11346 Dealing With Uncertainty—Impact of Scaling Prediction on Concept Selection for Deepwater Production Systems

Monday, March 14, 2011: 10:15 AM
Room 351 C (George R. Brown Convention Center)
Lee C. Jordan*1, Ani Simsek1, Connie L. Bargas2, Jep T. Bracey3, and Ferhat M. Erdal4
(1)Gibson Applied Technology & Engineering, LLC; (2)Cobalt International Energy; (3)BHP Billiton Petroleum; (4)Chevron Energy Technology Company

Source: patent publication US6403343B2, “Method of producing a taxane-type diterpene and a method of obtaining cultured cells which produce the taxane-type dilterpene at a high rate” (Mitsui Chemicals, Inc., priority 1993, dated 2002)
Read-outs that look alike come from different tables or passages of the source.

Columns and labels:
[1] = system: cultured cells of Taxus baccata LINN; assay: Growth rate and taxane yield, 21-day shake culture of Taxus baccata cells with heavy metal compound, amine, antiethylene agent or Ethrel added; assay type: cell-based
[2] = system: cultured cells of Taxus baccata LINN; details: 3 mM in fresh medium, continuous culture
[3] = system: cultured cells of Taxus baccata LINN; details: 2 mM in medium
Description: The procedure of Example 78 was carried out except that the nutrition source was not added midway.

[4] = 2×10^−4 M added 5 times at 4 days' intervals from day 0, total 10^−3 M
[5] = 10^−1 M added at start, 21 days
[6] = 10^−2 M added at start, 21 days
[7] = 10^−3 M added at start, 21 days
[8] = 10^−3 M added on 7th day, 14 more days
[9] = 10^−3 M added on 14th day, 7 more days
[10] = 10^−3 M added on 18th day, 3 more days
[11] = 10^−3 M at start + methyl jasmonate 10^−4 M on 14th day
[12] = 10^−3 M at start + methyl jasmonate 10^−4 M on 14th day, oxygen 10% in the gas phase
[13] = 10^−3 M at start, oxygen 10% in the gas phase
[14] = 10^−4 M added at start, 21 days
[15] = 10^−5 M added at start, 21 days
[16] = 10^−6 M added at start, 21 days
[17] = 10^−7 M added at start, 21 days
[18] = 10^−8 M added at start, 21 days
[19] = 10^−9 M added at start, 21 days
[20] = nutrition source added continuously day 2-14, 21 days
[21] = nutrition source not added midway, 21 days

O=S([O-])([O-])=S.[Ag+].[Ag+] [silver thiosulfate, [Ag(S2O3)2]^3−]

Concept selection and initial design of deepwater subsea production systems is an exercise whose findings can have a profound impact on evaluation of the commercial viability of a discovery. Although detailed design comes later in the process, the decisions made at this early stage of a project will generally provide the template that is carried through to construction. Scale management can be a significant factor in deciding the outcome of the concept selection phase, particularly for fields that are expected to require seawater injection at some stage in their design life. At this early stage of the project it is common for fluids from only one or two exploration wells to be available and where water samples are often not available, are heavily contaminated, or have been gathered from locations away from the main production targets. This paper outlines the difficulties faced when evaluating the various scale management techniques available to deepwater operators at this early stage in the project design process and in providing fit for purpose design recommendations that are not overly conservative but that still account for the risk posed by having only limited supporting information available. An approach is presented that addresses these risks and uncertainties by applying scale modeling along with a simple probabilistic method to support the selection of appropriate scale management strategies for deepwater subsea fields. Several comparative examples for deepwater projects in the Gulf of Mexico are provided to explain the different outcomes that can result from this process.